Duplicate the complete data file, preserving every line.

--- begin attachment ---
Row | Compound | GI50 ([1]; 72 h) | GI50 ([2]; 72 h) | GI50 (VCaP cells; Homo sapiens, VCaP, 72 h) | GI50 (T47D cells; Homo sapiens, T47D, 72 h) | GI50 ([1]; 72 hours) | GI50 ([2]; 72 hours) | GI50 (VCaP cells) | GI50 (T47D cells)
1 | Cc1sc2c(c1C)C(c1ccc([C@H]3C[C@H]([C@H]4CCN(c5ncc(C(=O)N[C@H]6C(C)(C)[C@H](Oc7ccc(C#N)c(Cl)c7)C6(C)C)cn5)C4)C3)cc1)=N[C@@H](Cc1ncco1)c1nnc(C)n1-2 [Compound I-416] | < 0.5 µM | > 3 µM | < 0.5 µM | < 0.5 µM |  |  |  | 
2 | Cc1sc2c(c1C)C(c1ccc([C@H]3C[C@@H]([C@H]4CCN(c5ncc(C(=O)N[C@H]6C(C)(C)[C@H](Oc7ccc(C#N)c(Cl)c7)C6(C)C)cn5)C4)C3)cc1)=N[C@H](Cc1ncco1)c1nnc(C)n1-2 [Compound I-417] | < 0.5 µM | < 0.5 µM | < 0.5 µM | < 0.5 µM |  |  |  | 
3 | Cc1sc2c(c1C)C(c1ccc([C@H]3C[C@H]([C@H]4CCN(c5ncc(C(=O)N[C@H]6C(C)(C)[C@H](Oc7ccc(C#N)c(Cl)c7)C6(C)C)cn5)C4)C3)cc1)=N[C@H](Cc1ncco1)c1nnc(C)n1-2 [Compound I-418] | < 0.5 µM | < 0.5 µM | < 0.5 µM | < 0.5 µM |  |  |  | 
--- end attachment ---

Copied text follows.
Row | Compound | GI50 ([1]; 72 h) | GI50 ([2]; 72 h) | GI50 (VCaP cells; Homo sapiens, VCaP, 72 h) | GI50 (T47D cells; Homo sapiens, T47D, 72 h) | GI50 ([1]; 72 hours) | GI50 ([2]; 72 hours) | GI50 (VCaP cells) | GI50 (T47D cells)
1 | Cc1sc2c(c1C)C(c1ccc([C@H]3C[C@H]([C@H]4CCN(c5ncc(C(=O)N[C@H]6C(C)(C)[C@H](Oc7ccc(C#N)c(Cl)c7)C6(C)C)cn5)C4)C3)cc1)=N[C@@H](Cc1ncco1)c1nnc(C)n1-2 [Compound I-416] | < 0.5 µM | > 3 µM | < 0.5 µM | < 0.5 µM |  |  |  | 
2 | Cc1sc2c(c1C)C(c1ccc([C@H]3C[C@@H]([C@H]4CCN(c5ncc(C(=O)N[C@H]6C(C)(C)[C@H](Oc7ccc(C#N)c(Cl)c7)C6(C)C)cn5)C4)C3)cc1)=N[C@H](Cc1ncco1)c1nnc(C)n1-2 [Compound I-417] | < 0.5 µM | < 0.5 µM | < 0.5 µM | < 0.5 µM |  |  |  | 
3 | Cc1sc2c(c1C)C(c1ccc([C@H]3C[C@H]([C@H]4CCN(c5ncc(C(=O)N[C@H]6C(C)(C)[C@H](Oc7ccc(C#N)c(Cl)c7)C6(C)C)cn5)C4)C3)cc1)=N[C@H](Cc1ncco1)c1nnc(C)n1-2 [Compound I-418] | < 0.5 µM | < 0.5 µM | < 0.5 µM | < 0.5 µM |  |  |  | 